English, many films of rather average quality.
When Antonio Banderas
filmed Arne Glimcher?s The Mambo Kings for the Americans in 1991, he was already a well-known and successful actor in Spain. On a promotional visit to Los Angeles, the actor said to himself, ?This is where I want to live and work,? and that?s what happened. The shooting of The Mambo Kings was very difficult; Banderas hardly knew any English and had to learn his lines phonetically. The film worked very well, the actor from Malaga settled down in Hollywood, married Melanie Griffith and immersed himself totally in American cinema, becoming the most international Spanish actor we?ve ever had.
had made some 18 films in Europe, some in Italy and France, and had worked with directors like Bigas Luna
, Fernando Trueba
, Pedro Almodóvar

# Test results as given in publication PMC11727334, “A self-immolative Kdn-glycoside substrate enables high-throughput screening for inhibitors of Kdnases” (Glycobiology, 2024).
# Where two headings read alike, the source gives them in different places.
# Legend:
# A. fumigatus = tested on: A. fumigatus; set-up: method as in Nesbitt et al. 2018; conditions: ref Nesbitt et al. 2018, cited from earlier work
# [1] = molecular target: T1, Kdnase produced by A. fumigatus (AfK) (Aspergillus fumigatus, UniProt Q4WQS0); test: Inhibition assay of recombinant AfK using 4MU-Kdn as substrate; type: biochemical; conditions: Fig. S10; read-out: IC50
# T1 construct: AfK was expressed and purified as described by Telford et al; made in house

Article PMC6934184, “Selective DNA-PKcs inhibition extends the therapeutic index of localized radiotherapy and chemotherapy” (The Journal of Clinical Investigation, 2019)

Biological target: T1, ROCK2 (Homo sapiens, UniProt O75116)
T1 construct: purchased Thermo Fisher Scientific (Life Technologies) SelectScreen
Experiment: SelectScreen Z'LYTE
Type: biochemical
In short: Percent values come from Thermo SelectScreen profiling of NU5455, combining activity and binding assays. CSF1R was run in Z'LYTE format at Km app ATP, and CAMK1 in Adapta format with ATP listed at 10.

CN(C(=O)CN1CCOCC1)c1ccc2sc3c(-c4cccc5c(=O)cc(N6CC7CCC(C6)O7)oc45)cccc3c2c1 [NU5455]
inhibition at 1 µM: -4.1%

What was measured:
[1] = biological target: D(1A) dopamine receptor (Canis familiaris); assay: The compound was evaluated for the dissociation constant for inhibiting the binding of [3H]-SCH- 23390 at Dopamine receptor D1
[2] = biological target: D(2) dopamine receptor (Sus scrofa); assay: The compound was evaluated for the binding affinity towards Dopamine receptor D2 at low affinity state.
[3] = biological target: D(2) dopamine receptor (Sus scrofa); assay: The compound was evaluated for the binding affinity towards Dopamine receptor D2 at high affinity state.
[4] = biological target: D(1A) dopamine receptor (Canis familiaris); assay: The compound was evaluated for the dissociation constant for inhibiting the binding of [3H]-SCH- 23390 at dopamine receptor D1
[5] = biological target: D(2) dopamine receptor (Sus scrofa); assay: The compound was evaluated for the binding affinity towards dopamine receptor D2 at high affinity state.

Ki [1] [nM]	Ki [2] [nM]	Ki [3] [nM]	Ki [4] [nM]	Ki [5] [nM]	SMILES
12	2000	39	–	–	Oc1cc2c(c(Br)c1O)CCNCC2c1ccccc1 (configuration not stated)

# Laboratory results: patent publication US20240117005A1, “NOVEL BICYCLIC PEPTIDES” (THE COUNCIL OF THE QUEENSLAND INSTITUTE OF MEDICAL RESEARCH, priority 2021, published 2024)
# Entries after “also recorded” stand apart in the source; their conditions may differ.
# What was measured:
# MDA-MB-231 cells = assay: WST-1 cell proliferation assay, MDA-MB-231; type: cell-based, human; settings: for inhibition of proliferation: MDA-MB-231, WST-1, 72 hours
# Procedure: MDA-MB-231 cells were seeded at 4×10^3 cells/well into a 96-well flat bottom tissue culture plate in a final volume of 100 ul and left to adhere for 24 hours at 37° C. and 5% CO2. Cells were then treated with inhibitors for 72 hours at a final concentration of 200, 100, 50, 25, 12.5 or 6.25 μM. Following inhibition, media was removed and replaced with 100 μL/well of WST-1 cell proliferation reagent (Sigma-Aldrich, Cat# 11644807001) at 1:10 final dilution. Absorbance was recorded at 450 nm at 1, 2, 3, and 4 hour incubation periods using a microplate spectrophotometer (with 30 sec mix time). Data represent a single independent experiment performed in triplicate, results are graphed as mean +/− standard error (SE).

and Alejandro Amenábar
when Hollywood knocked on her door. Since shooting The Hi-Lo Country in 1998 with Stephen Frears, she has almost exclusively devoted herself to appearing in American films, some of good quality and others less so. Her controversial relationship with Tom Cruise began when they coincided on the sets of Cameron Crowe?s Vanilla Sky (2001), the inferior American remake of Abre los ojos
(Open Your Eyes) (1997) by Alejandro Amenábar, which boosted her career in the United States. The Oscar for Best Supporting Actress which she won for her impetuous role in Vicky, Cristina, Barcelona
(2008) by Woody Allen
, has placed her in an enviable position.
Another artiste who, little by little, is making his way in the American film industry is Catalan actor Jordi Mollá
. His command of English, physical presence and acting talent have given him good roles in far from contemptible films since he appeared in Blow, by Ted Demme.